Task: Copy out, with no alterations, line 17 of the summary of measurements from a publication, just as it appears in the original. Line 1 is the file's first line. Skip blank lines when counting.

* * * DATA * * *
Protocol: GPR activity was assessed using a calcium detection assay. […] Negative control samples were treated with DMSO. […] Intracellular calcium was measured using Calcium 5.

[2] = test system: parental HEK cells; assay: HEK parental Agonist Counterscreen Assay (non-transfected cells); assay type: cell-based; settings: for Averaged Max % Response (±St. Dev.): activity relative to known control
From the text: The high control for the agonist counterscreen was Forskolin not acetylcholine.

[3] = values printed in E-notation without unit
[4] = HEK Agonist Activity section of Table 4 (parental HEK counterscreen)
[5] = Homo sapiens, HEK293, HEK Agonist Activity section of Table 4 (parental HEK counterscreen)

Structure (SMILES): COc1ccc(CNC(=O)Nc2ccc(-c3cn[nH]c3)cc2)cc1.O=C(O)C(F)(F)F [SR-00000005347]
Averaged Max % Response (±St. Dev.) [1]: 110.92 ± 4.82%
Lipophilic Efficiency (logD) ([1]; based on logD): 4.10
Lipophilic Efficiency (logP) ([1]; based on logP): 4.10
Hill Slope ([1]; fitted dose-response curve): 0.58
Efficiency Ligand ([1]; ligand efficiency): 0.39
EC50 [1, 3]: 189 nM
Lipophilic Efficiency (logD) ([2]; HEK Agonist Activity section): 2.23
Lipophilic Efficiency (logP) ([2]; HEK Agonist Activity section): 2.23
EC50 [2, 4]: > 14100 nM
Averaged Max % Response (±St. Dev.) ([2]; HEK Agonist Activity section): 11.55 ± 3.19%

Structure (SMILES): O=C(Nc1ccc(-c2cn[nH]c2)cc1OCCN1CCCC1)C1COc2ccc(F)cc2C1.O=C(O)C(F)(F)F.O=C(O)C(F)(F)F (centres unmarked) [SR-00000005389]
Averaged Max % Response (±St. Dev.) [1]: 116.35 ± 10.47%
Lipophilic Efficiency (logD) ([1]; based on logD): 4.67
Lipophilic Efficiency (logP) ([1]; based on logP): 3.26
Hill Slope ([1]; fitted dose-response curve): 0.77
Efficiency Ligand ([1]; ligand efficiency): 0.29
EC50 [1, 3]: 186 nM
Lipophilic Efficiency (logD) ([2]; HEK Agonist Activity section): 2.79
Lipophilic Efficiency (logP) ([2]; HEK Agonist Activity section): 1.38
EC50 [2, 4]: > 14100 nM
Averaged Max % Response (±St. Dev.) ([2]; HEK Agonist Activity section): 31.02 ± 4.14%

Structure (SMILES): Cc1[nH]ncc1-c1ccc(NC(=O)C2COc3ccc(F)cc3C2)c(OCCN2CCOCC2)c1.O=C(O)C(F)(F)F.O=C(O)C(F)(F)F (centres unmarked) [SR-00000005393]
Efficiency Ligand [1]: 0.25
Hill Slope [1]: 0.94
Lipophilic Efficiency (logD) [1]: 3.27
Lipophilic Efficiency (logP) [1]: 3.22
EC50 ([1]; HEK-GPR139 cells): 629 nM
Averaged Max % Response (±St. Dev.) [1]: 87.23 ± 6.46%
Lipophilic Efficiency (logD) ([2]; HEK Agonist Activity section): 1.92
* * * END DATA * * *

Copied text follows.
Averaged Max % Response (±St. Dev.) ([2]; HEK Agonist Activity section): 11.55 ± 3.19%